29 March 2010

PSA for Vegetarians

A few months ago, my co-workers and I moved from a crappy office in a decent part of town to a decent office in a crappy part of town. Almost immediately, several co-workers began to regularly complain that the new office was cold. As I passed by them during the day I would see them wearing coats, shawls, even ear muffs.

I felt bad about the whole thing because I felt fine and thought the temperature was just right. In a way I was hoping the thermostat would not get changed because then I would feel too warm (it never did change). But I wondered why several people felt cold. The only thing they had in common was that they were all female. I have never heard of females being more sensitive to the cold so that did not seem to be the answer.

Then I realized that several of the several were vegetarians. Not all the coldies were vegetarian, but all the vegetarians were coldies. If you are reading along and making diagrams, this would be a small circle labeled "V" inside a big circle labeled "C."

Now, the first thing one thinks of when trying to link vegetarianism with coldness is iron. Iron is poorly absorbed no matter what, but non-meat sources are even more poorly absorbed. I know this is true because I saw it on FOX News. So it is not out of the question that a vegetarian could be iron deficient. And women are more at risk than men due to their monthly visit from the iron collector. So iron deficiency is one possibility. But vegetarians are supposed to know about that and eat their green leafy vegetables, aren't they?

Then I read an article in the Polish journal ACTA Scientiarum Polonorum Technologia Alimentaria (link here if you think I am making it up) about a study to investigate the effects of a vegetarian diet on vitamin B12 levels.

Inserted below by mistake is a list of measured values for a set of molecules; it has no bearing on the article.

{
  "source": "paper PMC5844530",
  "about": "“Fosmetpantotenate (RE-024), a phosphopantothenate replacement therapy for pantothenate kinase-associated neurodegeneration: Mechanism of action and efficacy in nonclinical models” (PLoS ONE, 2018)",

The test subjects ate a lacto-ovo-vegetarian (LOV) diet. But one half included B12-fortified foods in their diet while the other half did not. The study only had 16 subjects total (which is small), but they did follow them for five years (which is long).

They found a "significant decrease" in B12 levels in the half that ate the natural foods (i.e. non-fortified) LOV diet. It was not so low as to be considered an official B12 deficiency, just significantly decreased.

The B12 factor can also be an answer to our cold case. B12 is used to make hemoglobin so B12 deficiency can basically mean hemoglobin deficiency. In fact, there is a disease called "pernicious anemia" in which B12 cannot be adequately absorbed by the body. I know someone with this and she has to get B12 shots every few months. When she told me this I asked her if she felt cold and she said she was always cold as a child.

So in conclusion, if you are vegetarian and you feel cold and tire easily and can't breathe in the Rocky Mountains, etc., then you should totally panic because you are going to die of anemia very soon, probably in the next few days.

18 March 2010

Mo' Money

Yes, it's a funny name but in business one must market to a target audience.

What I find interesting is the logo, which shows a fist full of money with wings, perhaps suggesting "we gonna have 'MO MONEY 'cause we gonna fly away wit YO' MONEY!!!"

17 March 2010